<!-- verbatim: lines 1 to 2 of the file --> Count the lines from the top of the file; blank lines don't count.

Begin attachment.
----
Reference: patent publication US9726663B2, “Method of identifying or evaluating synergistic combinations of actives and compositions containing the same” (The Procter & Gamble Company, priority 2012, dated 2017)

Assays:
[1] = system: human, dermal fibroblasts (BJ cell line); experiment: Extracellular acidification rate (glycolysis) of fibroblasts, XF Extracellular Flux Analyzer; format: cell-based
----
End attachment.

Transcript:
Reference: patent publication US9726663B2, “Method of identifying or evaluating synergistic combinations of actives and compositions containing the same” (The Procter & Gamble Company, priority 2012, dated 2017)

Assays: